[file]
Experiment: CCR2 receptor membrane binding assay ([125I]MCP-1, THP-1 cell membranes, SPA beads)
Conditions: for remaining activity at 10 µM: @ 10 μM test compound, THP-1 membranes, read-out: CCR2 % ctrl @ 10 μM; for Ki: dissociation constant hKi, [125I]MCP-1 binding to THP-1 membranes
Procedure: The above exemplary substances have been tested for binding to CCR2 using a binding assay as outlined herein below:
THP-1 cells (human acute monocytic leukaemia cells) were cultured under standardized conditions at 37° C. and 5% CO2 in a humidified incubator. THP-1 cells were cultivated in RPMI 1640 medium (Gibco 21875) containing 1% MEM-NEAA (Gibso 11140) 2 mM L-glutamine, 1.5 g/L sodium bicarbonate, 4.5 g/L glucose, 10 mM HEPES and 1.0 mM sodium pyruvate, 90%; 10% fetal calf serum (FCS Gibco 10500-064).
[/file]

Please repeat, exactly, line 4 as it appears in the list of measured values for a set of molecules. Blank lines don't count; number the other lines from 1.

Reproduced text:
THP-1 cells (human acute monocytic leukaemia cells) were cultured under standardized conditions at 37° C. and 5% CO2 in a humidified incubator. THP-1 cells were cultivated in RPMI 1640 medium (Gibco 21875) containing 1% MEM-NEAA (Gibso 11140) 2 mM L-glutamine, 1.5 g/L sodium bicarbonate, 4.5 g/L glucose, 10 mM HEPES and 1.0 mM sodium pyruvate, 90%; 10% fetal calf serum (FCS Gibco 10500-064).